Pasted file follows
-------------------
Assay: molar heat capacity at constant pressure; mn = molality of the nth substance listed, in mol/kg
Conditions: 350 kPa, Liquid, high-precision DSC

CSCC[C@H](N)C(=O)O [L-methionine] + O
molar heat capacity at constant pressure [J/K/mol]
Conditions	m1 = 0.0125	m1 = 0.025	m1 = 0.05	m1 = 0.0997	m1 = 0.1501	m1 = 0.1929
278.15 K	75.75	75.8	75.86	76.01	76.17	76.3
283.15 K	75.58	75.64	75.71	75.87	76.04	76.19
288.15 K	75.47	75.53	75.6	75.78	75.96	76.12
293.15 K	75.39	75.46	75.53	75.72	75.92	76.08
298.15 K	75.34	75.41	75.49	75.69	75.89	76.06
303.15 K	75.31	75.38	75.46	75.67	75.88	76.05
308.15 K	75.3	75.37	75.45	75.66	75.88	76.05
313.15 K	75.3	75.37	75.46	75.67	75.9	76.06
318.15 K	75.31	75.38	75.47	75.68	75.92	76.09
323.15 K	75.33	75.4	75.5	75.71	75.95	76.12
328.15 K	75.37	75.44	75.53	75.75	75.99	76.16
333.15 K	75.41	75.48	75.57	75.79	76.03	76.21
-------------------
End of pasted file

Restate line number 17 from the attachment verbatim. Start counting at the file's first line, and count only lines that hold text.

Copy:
333.15 K	75.41	75.48	75.57	75.79	76.03	76.21